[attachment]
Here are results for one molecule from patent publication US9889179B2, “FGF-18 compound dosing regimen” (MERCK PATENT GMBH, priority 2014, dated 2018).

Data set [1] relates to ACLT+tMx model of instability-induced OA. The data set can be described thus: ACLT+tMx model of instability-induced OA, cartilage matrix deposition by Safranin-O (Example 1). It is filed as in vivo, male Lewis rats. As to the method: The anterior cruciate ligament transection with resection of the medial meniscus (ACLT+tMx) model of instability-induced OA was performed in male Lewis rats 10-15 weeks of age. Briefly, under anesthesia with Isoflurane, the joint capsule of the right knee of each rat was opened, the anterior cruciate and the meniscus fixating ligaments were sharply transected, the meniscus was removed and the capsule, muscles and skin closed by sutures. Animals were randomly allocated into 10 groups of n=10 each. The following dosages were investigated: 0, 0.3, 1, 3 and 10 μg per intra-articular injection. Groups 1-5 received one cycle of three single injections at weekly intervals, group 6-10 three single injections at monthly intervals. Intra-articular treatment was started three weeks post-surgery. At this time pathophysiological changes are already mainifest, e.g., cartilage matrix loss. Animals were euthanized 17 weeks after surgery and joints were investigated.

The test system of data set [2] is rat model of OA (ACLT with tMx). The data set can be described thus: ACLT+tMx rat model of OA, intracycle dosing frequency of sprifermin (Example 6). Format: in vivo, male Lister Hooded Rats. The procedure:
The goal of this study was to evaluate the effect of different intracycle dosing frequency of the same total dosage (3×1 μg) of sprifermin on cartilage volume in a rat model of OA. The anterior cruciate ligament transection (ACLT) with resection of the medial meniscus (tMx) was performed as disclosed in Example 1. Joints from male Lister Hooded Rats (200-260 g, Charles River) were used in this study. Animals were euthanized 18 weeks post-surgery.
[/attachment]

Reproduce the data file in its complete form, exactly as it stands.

Here are results for one molecule from patent publication US9889179B2, “FGF-18 compound dosing regimen” (MERCK PATENT GMBH, priority 2014, dated 2018).

Data set [1] relates to ACLT+tMx model of instability-induced OA. The data set can be described thus: ACLT+tMx model of instability-induced OA, cartilage matrix deposition by Safranin-O (Example 1). It is filed as in vivo, male Lewis rats. As to the method: The anterior cruciate ligament transection with resection of the medial meniscus (ACLT+tMx) model of instability-induced OA was performed in male Lewis rats 10-15 weeks of age. Briefly, under anesthesia with Isoflurane, the joint capsule of the right knee of each rat was opened, the anterior cruciate and the meniscus fixating ligaments were sharply transected, the meniscus was removed and the capsule, muscles and skin closed by sutures. Animals were randomly allocated into 10 groups of n=10 each. The following dosages were investigated: 0, 0.3, 1, 3 and 10 μg per intra-articular injection. Groups 1-5 received one cycle of three single injections at weekly intervals, group 6-10 three single injections at monthly intervals. Intra-articular treatment was started three weeks post-surgery. At this time pathophysiological changes are already mainifest, e.g., cartilage matrix loss. Animals were euthanized 17 weeks after surgery and joints were investigated.

The test system of data set [2] is rat model of OA (ACLT with tMx). The data set can be described thus: ACLT+tMx rat model of OA, intracycle dosing frequency of sprifermin (Example 6). Format: in vivo, male Lister Hooded Rats. The procedure:
The goal of this study was to evaluate the effect of different intracycle dosing frequency of the same total dosage (3×1 μg) of sprifermin on cartilage volume in a rat model of OA. The anterior cruciate ligament transection (ACLT) with resection of the medial meniscus (tMx) was performed as disclosed in Example 1. Joints from male Lister Hooded Rats (200-260 g, Charles River) were used in this study. Animals were euthanized 18 weeks post-surgery.